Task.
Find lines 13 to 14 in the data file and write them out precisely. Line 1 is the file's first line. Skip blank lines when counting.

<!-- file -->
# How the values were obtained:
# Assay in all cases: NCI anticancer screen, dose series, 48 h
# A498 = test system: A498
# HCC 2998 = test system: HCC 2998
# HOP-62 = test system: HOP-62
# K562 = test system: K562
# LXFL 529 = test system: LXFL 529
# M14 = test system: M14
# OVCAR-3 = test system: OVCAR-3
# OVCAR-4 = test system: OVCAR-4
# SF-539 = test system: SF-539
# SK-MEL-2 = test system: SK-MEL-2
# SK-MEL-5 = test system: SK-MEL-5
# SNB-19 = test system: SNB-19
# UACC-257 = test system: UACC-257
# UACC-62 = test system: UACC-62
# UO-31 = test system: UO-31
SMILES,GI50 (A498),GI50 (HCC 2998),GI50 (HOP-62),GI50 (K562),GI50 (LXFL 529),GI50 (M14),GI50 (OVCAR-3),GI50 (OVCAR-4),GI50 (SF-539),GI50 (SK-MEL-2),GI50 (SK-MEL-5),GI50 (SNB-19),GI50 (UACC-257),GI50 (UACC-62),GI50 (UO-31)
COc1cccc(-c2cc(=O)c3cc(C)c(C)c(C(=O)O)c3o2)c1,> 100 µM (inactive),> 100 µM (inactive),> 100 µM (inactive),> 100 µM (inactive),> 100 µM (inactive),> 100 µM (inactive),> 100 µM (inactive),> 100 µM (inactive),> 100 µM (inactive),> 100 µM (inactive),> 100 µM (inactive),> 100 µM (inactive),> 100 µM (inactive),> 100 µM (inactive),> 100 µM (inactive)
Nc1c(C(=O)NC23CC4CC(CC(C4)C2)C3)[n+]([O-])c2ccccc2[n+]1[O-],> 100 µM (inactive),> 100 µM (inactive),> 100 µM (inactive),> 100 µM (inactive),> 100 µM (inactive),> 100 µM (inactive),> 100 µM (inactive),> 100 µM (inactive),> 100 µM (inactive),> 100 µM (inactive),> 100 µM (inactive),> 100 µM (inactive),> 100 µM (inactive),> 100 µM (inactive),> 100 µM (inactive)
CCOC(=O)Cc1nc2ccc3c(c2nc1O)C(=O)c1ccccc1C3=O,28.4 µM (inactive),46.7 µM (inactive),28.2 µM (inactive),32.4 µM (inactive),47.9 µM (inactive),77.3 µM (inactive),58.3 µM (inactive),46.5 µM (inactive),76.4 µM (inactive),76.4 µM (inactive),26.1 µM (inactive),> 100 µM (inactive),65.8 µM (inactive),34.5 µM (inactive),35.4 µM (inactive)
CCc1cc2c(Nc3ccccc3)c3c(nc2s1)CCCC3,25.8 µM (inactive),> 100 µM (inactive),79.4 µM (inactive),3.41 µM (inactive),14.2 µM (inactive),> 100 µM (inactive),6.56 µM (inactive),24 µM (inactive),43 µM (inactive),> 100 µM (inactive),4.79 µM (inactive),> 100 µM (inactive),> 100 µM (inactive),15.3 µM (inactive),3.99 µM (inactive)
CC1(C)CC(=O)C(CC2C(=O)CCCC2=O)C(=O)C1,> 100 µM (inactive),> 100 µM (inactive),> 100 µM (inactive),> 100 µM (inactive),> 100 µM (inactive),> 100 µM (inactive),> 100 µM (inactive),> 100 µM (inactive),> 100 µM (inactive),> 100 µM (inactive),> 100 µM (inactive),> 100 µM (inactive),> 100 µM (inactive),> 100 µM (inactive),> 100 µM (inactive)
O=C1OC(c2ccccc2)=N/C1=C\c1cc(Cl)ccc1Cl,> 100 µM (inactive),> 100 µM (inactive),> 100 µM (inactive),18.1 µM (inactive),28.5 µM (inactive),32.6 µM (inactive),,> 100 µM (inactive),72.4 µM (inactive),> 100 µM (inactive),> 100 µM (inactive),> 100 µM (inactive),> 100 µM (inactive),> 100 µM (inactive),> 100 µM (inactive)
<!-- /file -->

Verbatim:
# SK-MEL-5 = test system: SK-MEL-5
# SNB-19 = test system: SNB-19